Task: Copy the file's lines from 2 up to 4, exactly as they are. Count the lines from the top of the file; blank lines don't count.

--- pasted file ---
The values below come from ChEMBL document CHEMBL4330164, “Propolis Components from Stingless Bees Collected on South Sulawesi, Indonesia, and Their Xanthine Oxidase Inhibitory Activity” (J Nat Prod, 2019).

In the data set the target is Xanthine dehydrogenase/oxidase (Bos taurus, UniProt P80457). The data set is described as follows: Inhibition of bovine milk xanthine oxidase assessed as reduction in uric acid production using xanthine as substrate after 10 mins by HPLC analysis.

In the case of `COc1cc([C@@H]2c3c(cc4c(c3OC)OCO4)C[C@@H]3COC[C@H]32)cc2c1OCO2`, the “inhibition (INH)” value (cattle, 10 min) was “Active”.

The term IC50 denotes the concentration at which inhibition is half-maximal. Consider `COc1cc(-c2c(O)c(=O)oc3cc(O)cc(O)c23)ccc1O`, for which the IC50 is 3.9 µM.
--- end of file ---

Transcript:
In the data set the target is Xanthine dehydrogenase/oxidase (Bos taurus, UniProt P80457). The data set is described as follows: Inhibition of bovine milk xanthine oxidase assessed as reduction in uric acid production using xanthine as substrate after 10 mins by HPLC analysis.

In the case of `COc1cc([C@@H]2c3c(cc4c(c3OC)OCO4)C[C@@H]3COC[C@H]32)cc2c1OCO2`, the “inhibition (INH)” value (cattle, 10 min) was “Active”.

The term IC50 denotes the concentration at which inhibition is half-maximal. Consider `COc1cc(-c2c(O)c(=O)oc3cc(O)cc(O)c23)ccc1O`, for which the IC50 is 3.9 µM.